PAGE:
Folk & Traditional Music of the Western Continents

The folk & traditional music of Europe, Africa & the Americas explored.

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plishments by absorbing the music of the high culture, diluted though it may be by passing through tribes and nations. For ex­ample, it may be argued that the Indians of South America, some of whose music is exceedingly simple, in primordial times must have derived their style from that of China; and there are remote similari­ties to substantiate this theory. Certainly this does not apply to the everyday contact that exists between "folk and art music in some European countries. In Europe, it is sometimes thought, both the songs and the style of music in each nation are derived from the same nation's art music. This idea, based on a theory, which is known by the German term gesunkenes Kultiirgnt (debased culture), assumes that the folk communities are inherently incapable of creating music —or literature, or art—and that they instead assimilate what trickles down to them from the sophisticated society of the cities. A time lag is assumed as well, so that the kind of style found in German art music in one century, for instance, is likely to turn up in the folk music a century later. No doubt there has been a great deal of influ­ence bearing from the cities on the folk culture. We know of folk songs that had their origin in the city, and we know of sophisti­cated dances that became folk dances decades later. But we cannot accept the notion that all folk music is simply debased city culture. The evidence of folk song influencing the sophisticated composer— from Schubert and Liszt to Bartok and Enesco—is too great. Rather, let us accept a theory of mutual give-and-take to describe the rela­tionship between folk and art music.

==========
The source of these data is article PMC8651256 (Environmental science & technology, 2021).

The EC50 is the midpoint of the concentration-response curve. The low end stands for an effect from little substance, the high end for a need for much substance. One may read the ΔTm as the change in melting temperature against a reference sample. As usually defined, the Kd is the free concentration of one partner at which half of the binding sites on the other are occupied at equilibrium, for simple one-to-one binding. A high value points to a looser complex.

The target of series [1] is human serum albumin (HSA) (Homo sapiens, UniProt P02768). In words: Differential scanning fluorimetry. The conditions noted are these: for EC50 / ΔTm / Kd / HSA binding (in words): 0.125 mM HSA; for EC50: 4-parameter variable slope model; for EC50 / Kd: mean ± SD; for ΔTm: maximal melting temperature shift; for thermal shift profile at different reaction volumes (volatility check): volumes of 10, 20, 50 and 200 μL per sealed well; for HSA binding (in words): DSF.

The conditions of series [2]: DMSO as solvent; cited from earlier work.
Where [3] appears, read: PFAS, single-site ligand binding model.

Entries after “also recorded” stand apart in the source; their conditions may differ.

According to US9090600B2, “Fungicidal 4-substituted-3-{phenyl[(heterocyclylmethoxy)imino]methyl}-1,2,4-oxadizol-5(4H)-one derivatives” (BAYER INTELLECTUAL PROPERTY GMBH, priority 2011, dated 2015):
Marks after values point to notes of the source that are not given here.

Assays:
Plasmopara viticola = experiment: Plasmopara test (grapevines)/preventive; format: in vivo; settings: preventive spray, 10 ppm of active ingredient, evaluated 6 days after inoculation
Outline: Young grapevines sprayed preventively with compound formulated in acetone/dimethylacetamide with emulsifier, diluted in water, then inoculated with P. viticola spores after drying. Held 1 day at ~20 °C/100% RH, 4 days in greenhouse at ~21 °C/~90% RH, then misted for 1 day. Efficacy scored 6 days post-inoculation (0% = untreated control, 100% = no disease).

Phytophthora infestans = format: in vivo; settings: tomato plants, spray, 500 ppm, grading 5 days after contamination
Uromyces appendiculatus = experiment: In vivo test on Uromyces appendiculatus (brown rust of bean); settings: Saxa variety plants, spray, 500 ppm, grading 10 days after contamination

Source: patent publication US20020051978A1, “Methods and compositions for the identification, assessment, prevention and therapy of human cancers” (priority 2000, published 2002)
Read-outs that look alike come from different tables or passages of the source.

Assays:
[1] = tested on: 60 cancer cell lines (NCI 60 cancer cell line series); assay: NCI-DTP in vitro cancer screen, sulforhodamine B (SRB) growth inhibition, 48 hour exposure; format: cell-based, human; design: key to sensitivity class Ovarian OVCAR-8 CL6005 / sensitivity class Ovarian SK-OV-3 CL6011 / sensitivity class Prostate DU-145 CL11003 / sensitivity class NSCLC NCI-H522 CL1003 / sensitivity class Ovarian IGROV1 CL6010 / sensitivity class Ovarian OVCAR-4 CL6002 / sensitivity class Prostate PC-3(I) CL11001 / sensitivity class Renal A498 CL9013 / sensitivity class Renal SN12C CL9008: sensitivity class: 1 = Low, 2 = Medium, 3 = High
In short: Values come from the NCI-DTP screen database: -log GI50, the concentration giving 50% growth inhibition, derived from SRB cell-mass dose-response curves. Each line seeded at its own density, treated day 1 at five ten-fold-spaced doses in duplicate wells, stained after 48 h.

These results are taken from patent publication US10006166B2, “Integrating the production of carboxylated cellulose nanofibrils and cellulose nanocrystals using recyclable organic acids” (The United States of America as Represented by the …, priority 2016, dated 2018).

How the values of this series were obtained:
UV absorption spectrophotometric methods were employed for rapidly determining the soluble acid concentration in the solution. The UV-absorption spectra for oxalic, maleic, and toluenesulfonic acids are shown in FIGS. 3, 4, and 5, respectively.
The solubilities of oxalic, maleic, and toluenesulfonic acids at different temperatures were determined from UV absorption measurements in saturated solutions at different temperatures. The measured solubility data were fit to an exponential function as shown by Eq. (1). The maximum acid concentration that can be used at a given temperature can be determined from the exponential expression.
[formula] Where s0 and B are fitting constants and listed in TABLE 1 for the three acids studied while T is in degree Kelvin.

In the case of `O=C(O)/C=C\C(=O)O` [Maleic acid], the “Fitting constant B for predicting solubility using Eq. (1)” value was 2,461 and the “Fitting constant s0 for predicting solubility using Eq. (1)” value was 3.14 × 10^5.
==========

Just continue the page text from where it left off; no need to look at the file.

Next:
Defining folk music is not an easy task. Several criteria can be used, and each, applied alone, is unsatisfactory. The main one is the transmission by oral tradition. Folk music is not, in its native setting, written down. As a result it develops variants, and the original form of a folk song is rarely known. Folk music may originate anywhere, but it is normally created by untrained, nonprofessional musicians, and performed by singers and players with little or no theoretical background. Folk song is frequently old, and the style of folk music may be archaic. But folk and nonliterate cultures do have a music history; they allow their music to change, their compositions to be altered, and their repertory to be turned over. Folk music is fre­quently associated with other activities in life, but it also serves as entertainment. xAnd most important, folk music is the musical ex­pression of a whole people or tribe, or a significant portion of a cul­ture; folk song must be performed and accepted in order to remain

E-Book - An Annotated Compendium of Old Time American Songs by James Alverson III